Circular dichroism spectroscopy is widely used for analyzing the structures of chiral molecules, including biomolecules. Vacuum-ultraviolet circular dichroism (VUVCD) spectroscopy using synchrotron radiation can extend the short-wavelength limit into the vacuum-ultraviolet region (down to ~160 nm) to provide detailed and new information about the structures of biomolecules in combination with theoretical analysis and bioinformatics. The VUVCD spectra of saccharides can detect the high-energy transitions of chromophores such as hydroxy and acetal groups, disclosing the contributions of inter- or intramolecular hydrogen bonds to the equilibrium configuration of monosaccharides in aqueous solution. The roles of hydration in the fluctuation of the dihedral angles of carboxyl and amino groups of amino acids can be clarified by comparing the observed VUVCD spectra with those calculated theoretically. The VUVCD spectra of proteins markedly improves the accuracy of predicting the contents and number of segments of the secondary structures, and their amino acid sequences when combined with bioinformatics, for not only native but also nonnative and membrane-bound proteins. The VUVCD spectra of nucleic acids confirm the contributions of the base composition and sequence to the conformation in comparative analyses of synthetic polynucleotides composed of selected bases. This review surveys these recent applications of synchrotron-radiation VUVCD spectroscopy in structural biology, covering saccharides, amino acids, proteins, and nucleic acids.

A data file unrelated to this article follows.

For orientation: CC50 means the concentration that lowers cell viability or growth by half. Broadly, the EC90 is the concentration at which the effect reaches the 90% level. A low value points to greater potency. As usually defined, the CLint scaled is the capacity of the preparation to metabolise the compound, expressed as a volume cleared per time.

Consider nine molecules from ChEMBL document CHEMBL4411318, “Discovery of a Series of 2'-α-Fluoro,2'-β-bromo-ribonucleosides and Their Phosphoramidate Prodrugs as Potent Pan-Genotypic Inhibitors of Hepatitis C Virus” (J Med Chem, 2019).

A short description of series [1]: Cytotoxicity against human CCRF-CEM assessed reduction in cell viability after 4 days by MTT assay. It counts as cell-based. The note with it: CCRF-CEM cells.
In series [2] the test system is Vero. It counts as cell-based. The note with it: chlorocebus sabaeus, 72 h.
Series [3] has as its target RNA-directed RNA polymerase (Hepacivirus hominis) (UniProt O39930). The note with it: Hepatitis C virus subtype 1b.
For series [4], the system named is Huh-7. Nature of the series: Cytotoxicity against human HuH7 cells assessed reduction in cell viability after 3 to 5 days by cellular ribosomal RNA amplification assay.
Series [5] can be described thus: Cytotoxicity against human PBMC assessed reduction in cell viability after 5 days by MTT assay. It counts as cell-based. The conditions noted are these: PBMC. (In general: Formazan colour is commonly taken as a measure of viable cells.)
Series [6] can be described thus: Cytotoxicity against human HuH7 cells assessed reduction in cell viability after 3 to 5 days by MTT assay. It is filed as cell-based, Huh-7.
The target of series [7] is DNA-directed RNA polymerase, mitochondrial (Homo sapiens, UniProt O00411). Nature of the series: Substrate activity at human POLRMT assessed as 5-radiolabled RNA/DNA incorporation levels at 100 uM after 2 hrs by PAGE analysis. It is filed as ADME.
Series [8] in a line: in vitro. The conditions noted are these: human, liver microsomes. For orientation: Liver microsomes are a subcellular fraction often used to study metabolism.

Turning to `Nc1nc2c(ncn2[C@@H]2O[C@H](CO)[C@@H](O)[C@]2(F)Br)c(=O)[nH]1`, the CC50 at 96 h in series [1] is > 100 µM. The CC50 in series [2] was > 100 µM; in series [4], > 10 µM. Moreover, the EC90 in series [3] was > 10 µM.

PolyADP-ribosylation (PARylation) is a posttranslational modification that is involved in the various cellular functions including DNA repair, genomic stability, and transcriptional regulation. PARylation is catalyzed by the poly(ADP-ribose) polymerase (PARP) family proteins, which mainly recognize damaged DNA and initiate repair processes. PARP inhibitors are expected to be novel anticancer drugs for breast and ovarian cancers having mutation in BRCA tumor suppressor genes. However the structure of intact (full-length) PARP is not yet known. We have produced and purified the full-length human PARP1 (h-PARP1), which is the major family member of PARPs, and analyzed it with single particle electron microscopy. The electron microscopic images and the reconstructed 3D density map revealed a dimeric configuration of the h-PARP1, in which two ring-shaped subunits are associated with two-fold symmetry. Although the PARP1 is hypothesized to form a dimer on damaged DNA, the quaternary structure of this protein is still controversial. The present result would provide the first structural evidence of the dimeric structure of PARP1.